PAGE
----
‘It Doesn’t Make Sense': Employees Rally Against Understaffing At Kerrville VA
At a rally in front of the Kerrville VA Medical Center Wednesday, veterans, community members, and VA employees gathered to demand that the VA fill thousands of job vacancies nationwide. They argued that current staffing levels create risks to patient safety and hazardous work environments.
Cheryl Eliano is with the American Federation of Government Employees, a federal employee union which represents around 250,000 workers at the Department of Veterans Affairs.
Eliano’s husband is a Gulf War veteran who developed post-traumatic stress disorder and other physical problems. She said his visits to the VA routinely take an entire day.
“He goes at the VA at seven o’clock in the morning and doesn’t get home until four,” Eliano said. “Then there are two people working the desk with 30 people in line. It doesn’t make sense. They need to staff the VA. It’s not the workers, it’s the resources. The lack of resources.”
The Kerrville VA Medical Center is currently short-staffed by 50 positions, according to organizers at the rally. Sandra Ashley has been a registered nurse with that facility for nearly six years. Recently she’s seen Kerrville lose several of its nursing staff.
“It takes a long time to replace them once they’re gone,” she said. “I don’t know what the hold up is, what the process is. We’re not privy to that information. But yet, we’re still expected to deliver quality care. When we’re short-staffed, I feel that we fall short of that.”
Ashley said she believes that the VA prefers to hire internally.
“I have seen many qualified nurses, who are veterans, apply to positions and they’re bypassed because they’re not in the system,.” she said.
Some at the rally blamed the staffing delays on what they see as a congressional push to privatize the VA.
Katheryn Gray, an organizer with the AFGE, criticized the Veterans Choice Program, which allows eligible veterans to receive healthcare from community providers rather than VA facilities. The program was initially implemented under the Obama administration as a stopgap measure to relieve pressure on the VA system.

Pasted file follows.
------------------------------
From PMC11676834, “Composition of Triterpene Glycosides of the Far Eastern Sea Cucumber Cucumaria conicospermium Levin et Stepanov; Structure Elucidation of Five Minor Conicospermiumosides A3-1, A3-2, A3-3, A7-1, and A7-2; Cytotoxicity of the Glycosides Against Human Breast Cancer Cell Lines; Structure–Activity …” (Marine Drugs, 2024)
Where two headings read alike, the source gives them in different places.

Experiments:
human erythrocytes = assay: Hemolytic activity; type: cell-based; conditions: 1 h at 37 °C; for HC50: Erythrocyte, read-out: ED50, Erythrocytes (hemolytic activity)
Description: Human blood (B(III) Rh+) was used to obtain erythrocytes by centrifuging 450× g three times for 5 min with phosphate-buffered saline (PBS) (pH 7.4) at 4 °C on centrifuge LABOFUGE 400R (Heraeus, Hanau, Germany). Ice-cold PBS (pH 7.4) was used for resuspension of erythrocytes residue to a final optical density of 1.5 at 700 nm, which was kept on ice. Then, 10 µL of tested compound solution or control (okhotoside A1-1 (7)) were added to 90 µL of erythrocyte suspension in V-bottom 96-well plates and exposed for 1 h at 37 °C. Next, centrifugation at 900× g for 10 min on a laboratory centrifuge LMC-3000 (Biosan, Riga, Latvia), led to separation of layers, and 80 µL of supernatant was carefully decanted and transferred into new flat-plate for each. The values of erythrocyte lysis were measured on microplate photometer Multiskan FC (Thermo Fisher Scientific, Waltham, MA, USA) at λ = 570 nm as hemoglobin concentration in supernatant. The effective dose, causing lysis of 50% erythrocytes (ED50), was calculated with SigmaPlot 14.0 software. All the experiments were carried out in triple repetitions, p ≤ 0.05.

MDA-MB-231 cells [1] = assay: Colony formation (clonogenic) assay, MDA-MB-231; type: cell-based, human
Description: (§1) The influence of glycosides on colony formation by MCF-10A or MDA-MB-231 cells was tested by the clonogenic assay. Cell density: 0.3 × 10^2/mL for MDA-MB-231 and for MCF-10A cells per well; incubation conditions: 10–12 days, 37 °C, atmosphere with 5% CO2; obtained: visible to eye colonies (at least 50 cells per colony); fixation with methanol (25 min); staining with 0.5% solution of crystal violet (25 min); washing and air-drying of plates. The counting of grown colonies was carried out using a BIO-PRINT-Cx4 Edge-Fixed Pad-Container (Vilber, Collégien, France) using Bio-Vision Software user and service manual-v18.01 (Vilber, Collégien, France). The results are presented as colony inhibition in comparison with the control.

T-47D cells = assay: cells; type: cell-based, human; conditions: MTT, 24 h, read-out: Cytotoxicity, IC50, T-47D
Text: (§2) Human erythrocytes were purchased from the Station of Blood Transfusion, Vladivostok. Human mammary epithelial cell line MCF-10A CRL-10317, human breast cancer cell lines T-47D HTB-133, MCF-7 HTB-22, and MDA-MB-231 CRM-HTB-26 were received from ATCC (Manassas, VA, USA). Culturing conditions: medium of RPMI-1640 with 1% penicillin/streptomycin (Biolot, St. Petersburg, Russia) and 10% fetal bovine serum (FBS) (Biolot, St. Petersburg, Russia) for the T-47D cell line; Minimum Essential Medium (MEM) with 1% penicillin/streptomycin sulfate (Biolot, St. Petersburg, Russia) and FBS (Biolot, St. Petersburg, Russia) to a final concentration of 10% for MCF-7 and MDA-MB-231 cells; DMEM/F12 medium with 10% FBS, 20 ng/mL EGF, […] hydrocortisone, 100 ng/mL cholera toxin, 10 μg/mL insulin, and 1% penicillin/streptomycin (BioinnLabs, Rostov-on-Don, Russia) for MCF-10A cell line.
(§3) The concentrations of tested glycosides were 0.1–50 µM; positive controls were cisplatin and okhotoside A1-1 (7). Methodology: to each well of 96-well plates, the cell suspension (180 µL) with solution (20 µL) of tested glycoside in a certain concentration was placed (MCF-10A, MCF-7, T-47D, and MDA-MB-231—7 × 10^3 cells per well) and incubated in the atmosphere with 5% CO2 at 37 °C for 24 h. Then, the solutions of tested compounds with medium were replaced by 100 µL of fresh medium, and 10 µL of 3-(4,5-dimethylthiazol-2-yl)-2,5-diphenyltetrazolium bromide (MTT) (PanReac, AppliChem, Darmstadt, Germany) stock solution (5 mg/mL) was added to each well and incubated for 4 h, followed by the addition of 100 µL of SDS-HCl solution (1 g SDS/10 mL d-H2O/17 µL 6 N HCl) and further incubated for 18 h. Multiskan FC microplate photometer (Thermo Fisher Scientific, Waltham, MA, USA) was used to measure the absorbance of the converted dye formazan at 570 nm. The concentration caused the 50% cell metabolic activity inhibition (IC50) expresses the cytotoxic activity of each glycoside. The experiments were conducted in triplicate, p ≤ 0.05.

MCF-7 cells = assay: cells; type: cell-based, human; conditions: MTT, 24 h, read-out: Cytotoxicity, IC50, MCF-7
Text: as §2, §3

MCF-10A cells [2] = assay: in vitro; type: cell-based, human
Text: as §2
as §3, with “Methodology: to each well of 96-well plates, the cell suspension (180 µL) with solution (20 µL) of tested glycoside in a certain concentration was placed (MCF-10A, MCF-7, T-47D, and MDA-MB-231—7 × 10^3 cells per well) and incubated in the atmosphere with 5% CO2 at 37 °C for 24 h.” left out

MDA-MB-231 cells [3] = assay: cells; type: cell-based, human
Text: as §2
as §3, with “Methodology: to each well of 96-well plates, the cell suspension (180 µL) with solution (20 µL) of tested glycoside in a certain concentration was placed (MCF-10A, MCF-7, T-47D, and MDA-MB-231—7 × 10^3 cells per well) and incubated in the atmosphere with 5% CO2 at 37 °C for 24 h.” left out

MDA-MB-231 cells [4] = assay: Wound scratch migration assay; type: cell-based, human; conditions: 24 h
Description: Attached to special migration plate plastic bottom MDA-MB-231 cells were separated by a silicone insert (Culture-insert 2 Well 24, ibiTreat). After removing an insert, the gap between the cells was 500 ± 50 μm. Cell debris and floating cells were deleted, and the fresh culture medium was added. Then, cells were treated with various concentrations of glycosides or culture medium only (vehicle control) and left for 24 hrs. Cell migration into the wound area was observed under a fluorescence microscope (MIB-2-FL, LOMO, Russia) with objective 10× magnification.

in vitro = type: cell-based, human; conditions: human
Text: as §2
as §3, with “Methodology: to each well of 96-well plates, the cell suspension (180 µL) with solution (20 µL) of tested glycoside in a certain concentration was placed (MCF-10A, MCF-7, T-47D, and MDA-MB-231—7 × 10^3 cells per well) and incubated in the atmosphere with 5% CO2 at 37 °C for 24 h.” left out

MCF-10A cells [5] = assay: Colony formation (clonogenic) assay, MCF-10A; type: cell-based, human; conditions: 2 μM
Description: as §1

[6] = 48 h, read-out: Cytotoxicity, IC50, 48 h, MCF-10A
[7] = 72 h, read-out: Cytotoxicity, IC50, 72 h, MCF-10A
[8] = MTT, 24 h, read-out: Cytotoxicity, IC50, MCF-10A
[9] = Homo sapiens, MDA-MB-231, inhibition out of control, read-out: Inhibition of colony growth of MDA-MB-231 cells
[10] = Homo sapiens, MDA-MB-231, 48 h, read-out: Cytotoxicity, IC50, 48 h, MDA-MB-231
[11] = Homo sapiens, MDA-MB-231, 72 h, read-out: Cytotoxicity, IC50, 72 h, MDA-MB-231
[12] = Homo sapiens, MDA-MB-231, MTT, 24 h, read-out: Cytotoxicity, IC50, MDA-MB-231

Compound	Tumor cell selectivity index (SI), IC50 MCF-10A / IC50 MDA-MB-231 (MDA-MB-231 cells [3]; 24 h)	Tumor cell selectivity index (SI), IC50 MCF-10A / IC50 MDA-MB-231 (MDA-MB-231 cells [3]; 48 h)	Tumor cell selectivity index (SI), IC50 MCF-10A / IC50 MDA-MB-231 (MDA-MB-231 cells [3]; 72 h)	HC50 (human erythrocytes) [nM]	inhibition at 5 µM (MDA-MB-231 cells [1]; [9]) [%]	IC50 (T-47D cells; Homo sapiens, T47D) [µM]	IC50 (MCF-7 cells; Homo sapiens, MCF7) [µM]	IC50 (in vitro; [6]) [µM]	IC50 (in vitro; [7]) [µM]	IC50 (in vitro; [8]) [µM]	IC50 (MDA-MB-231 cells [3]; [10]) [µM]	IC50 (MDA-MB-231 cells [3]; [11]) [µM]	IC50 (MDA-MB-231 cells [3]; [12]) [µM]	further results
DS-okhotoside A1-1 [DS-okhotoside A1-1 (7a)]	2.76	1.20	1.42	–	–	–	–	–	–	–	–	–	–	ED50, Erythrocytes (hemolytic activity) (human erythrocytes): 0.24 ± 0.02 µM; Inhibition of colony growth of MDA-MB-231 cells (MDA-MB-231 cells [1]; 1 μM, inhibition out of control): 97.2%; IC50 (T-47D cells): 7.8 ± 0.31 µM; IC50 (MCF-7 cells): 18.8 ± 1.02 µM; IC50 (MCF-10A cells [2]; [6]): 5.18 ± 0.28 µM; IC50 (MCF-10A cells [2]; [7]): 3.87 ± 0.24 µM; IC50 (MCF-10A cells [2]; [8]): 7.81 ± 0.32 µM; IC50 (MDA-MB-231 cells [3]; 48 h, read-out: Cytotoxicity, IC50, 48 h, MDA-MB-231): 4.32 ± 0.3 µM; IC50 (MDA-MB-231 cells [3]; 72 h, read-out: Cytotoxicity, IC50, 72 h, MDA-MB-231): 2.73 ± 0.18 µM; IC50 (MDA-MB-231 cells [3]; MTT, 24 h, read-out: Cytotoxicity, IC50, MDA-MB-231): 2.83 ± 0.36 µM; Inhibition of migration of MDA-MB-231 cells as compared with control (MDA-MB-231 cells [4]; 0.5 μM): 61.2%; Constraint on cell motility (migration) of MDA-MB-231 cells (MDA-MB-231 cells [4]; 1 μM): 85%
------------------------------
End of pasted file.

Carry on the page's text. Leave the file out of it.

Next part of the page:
“The veterans have spoken, and they want VA care,” Gray said. “They don’t want choice. They want Congress to quit taking money out of VA and giving it to the private sector.”
In August, President Trump authorized $2.1 billion in additional funds for the program.
Gray expressed concern that the Choice Program may be rerouting money away from staffing.
“It’s not our department here in South Texas who’s holding up the staffing,” she said. “It’s above.”
According to a statement from the South Texas Veterans Healthcare System:
"As of November 3, 2017, the Department of Veterans Affairs had 35,553 total full-time equivalent vacancies. VA’s Veterans Health Administration is the largest integrated health care system in the nation, and VHA’s vacancy rate is about 9 percent, less than half the vacancy rate for private sector hospitals, which trend near 20 percent."
Derrick Crowe, a Democratic hopeful for Texas’ District 21, said that the VA and Congress need to put priority back on providing full services at VA facilities.
“Let’s be honest. Staffing up agencies when you lose people is hard work. Retraining new people is hard work,” he said. “But you just have to have administrators in place, and a Congress doing oversight. One that says having full services at these facilities is a priority.”
But Crowe also criticized what he sees as a political strategy to strip government programs.
“I think that there is a very clear tendency from conservative politicians to underfund public services and under-staff them,” he said, “and then use the performance of those agencies as a justification to privatize them, so that their donors can make profits.”
The American Federation of Government Employees plans to hold events nationwide to draw attention to the VA’s staffing deficits. A San Antonio rally is expected in January.
Carson Frame can be reached at firstname.lastname@example.org or on Twitter @carson_frame